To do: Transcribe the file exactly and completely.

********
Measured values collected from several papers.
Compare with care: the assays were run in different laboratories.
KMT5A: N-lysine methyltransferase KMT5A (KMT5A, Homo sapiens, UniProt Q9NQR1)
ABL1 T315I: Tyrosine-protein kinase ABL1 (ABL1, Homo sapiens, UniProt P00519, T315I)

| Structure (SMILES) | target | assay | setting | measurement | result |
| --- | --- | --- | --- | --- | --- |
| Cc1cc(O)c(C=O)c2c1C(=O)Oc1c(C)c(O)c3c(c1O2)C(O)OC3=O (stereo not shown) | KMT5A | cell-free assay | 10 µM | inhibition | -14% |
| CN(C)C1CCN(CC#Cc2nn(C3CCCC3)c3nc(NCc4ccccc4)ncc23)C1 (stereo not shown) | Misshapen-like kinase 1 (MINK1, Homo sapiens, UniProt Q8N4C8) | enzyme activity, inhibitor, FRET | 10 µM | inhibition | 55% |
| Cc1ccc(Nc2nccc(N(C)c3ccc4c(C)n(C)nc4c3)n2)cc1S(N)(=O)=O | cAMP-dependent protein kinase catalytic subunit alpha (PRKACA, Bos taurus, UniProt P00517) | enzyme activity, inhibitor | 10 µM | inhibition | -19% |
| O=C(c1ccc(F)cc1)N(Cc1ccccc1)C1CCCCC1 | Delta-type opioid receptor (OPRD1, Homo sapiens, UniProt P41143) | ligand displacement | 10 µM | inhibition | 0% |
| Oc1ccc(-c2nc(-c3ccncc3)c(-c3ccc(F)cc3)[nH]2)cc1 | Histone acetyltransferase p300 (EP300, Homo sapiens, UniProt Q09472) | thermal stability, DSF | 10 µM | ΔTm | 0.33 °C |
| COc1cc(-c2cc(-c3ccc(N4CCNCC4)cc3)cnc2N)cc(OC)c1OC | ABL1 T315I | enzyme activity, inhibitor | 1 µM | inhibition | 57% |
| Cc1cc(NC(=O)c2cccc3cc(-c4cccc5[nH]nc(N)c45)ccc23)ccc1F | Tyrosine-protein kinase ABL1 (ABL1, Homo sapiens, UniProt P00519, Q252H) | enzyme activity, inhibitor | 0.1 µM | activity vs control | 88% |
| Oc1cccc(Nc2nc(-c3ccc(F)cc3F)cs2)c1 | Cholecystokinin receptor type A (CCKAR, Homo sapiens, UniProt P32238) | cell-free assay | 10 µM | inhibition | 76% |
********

Measured values collected from several papers.
Compare with care: the assays were run in different laboratories.
KMT5A: N-lysine methyltransferase KMT5A (KMT5A, Homo sapiens, UniProt Q9NQR1)
ABL1 T315I: Tyrosine-protein kinase ABL1 (ABL1, Homo sapiens, UniProt P00519, T315I)

| Structure (SMILES) | target | assay | setting | measurement | result |
| --- | --- | --- | --- | --- | --- |
| Cc1cc(O)c(C=O)c2c1C(=O)Oc1c(C)c(O)c3c(c1O2)C(O)OC3=O (stereo not shown) | KMT5A | cell-free assay | 10 µM | inhibition | -14% |
| CN(C)C1CCN(CC#Cc2nn(C3CCCC3)c3nc(NCc4ccccc4)ncc23)C1 (stereo not shown) | Misshapen-like kinase 1 (MINK1, Homo sapiens, UniProt Q8N4C8) | enzyme activity, inhibitor, FRET | 10 µM | inhibition | 55% |
| Cc1ccc(Nc2nccc(N(C)c3ccc4c(C)n(C)nc4c3)n2)cc1S(N)(=O)=O | cAMP-dependent protein kinase catalytic subunit alpha (PRKACA, Bos taurus, UniProt P00517) | enzyme activity, inhibitor | 10 µM | inhibition | -19% |
| O=C(c1ccc(F)cc1)N(Cc1ccccc1)C1CCCCC1 | Delta-type opioid receptor (OPRD1, Homo sapiens, UniProt P41143) | ligand displacement | 10 µM | inhibition | 0% |
| Oc1ccc(-c2nc(-c3ccncc3)c(-c3ccc(F)cc3)[nH]2)cc1 | Histone acetyltransferase p300 (EP300, Homo sapiens, UniProt Q09472) | thermal stability, DSF | 10 µM | ΔTm | 0.33 °C |
| COc1cc(-c2cc(-c3ccc(N4CCNCC4)cc3)cnc2N)cc(OC)c1OC | ABL1 T315I | enzyme activity, inhibitor | 1 µM | inhibition | 57% |
| Cc1cc(NC(=O)c2cccc3cc(-c4cccc5[nH]nc(N)c45)ccc23)ccc1F | Tyrosine-protein kinase ABL1 (ABL1, Homo sapiens, UniProt P00519, Q252H) | enzyme activity, inhibitor | 0.1 µM | activity vs control | 88% |
| Oc1cccc(Nc2nc(-c3ccc(F)cc3F)cs2)c1 | Cholecystokinin receptor type A (CCKAR, Homo sapiens, UniProt P32238) | cell-free assay | 10 µM | inhibition | 76% |